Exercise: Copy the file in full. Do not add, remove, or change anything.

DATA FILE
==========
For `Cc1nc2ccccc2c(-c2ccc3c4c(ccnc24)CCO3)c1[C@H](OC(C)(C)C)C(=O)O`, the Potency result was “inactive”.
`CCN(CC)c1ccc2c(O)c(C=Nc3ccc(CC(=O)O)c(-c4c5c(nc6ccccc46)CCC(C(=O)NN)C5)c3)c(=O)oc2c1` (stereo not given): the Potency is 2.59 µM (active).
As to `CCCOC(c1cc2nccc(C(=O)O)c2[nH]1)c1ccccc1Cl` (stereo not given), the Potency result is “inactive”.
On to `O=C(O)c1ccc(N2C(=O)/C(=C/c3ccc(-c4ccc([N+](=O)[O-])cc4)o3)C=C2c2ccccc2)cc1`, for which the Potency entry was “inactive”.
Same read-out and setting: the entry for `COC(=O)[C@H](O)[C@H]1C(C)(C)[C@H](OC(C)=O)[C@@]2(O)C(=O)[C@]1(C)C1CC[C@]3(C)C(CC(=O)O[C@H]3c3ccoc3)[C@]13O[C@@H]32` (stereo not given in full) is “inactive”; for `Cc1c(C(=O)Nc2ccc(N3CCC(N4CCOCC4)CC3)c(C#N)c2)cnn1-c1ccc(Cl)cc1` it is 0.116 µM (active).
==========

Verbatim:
For `Cc1nc2ccccc2c(-c2ccc3c4c(ccnc24)CCO3)c1[C@H](OC(C)(C)C)C(=O)O`, the Potency result was “inactive”.
`CCN(CC)c1ccc2c(O)c(C=Nc3ccc(CC(=O)O)c(-c4c5c(nc6ccccc46)CCC(C(=O)NN)C5)c3)c(=O)oc2c1` (stereo not given): the Potency is 2.59 µM (active).
As to `CCCOC(c1cc2nccc(C(=O)O)c2[nH]1)c1ccccc1Cl` (stereo not given), the Potency result is “inactive”.
On to `O=C(O)c1ccc(N2C(=O)/C(=C/c3ccc(-c4ccc([N+](=O)[O-])cc4)o3)C=C2c2ccccc2)cc1`, for which the Potency entry was “inactive”.
Same read-out and setting: the entry for `COC(=O)[C@H](O)[C@H]1C(C)(C)[C@H](OC(C)=O)[C@@]2(O)C(=O)[C@]1(C)C1CC[C@]3(C)C(CC(=O)O[C@H]3c3ccoc3)[C@]13O[C@@H]32` (stereo not given in full) is “inactive”; for `Cc1c(C(=O)Nc2ccc(N3CCC(N4CCOCC4)CC3)c(C#N)c2)cnn1-c1ccc(Cl)cc1` it is 0.116 µM (active).